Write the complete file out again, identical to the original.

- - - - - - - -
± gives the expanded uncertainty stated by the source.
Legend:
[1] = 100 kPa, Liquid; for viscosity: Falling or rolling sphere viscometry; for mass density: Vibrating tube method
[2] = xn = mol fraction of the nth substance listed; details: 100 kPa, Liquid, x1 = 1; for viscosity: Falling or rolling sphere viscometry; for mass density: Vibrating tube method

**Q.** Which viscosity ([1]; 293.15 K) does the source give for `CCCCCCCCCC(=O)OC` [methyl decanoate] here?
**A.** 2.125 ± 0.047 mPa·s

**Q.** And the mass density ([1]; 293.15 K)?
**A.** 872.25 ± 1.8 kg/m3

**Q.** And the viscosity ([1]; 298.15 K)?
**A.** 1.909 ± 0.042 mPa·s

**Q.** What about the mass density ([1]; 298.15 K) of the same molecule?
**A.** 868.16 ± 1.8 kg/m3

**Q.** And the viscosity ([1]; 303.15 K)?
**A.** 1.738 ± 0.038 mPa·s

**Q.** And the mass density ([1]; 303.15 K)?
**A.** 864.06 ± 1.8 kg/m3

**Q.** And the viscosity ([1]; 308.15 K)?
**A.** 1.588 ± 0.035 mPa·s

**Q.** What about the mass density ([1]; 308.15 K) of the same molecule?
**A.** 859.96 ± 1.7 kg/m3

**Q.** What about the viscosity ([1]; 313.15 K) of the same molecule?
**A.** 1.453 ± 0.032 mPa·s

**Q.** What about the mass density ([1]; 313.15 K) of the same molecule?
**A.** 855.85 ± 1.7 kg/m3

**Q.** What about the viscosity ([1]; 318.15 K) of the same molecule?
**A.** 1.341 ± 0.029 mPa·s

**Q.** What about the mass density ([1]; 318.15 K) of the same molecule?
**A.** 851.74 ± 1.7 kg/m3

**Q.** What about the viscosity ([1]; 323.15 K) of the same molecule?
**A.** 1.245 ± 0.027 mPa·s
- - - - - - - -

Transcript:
± gives the expanded uncertainty stated by the source.
Legend:
[1] = 100 kPa, Liquid; for viscosity: Falling or rolling sphere viscometry; for mass density: Vibrating tube method
[2] = xn = mol fraction of the nth substance listed; details: 100 kPa, Liquid, x1 = 1; for viscosity: Falling or rolling sphere viscometry; for mass density: Vibrating tube method

**Q.** Which viscosity ([1]; 293.15 K) does the source give for `CCCCCCCCCC(=O)OC` [methyl decanoate] here?
**A.** 2.125 ± 0.047 mPa·s

**Q.** And the mass density ([1]; 293.15 K)?
**A.** 872.25 ± 1.8 kg/m3

**Q.** And the viscosity ([1]; 298.15 K)?
**A.** 1.909 ± 0.042 mPa·s

**Q.** What about the mass density ([1]; 298.15 K) of the same molecule?
**A.** 868.16 ± 1.8 kg/m3

**Q.** And the viscosity ([1]; 303.15 K)?
**A.** 1.738 ± 0.038 mPa·s

**Q.** And the mass density ([1]; 303.15 K)?
**A.** 864.06 ± 1.8 kg/m3

**Q.** And the viscosity ([1]; 308.15 K)?
**A.** 1.588 ± 0.035 mPa·s

**Q.** What about the mass density ([1]; 308.15 K) of the same molecule?
**A.** 859.96 ± 1.7 kg/m3

**Q.** What about the viscosity ([1]; 313.15 K) of the same molecule?
**A.** 1.453 ± 0.032 mPa·s

**Q.** What about the mass density ([1]; 313.15 K) of the same molecule?
**A.** 855.85 ± 1.7 kg/m3

**Q.** What about the viscosity ([1]; 318.15 K) of the same molecule?
**A.** 1.341 ± 0.029 mPa·s

**Q.** What about the mass density ([1]; 318.15 K) of the same molecule?
**A.** 851.74 ± 1.7 kg/m3

**Q.** What about the viscosity ([1]; 323.15 K) of the same molecule?
**A.** 1.245 ± 0.027 mPa·s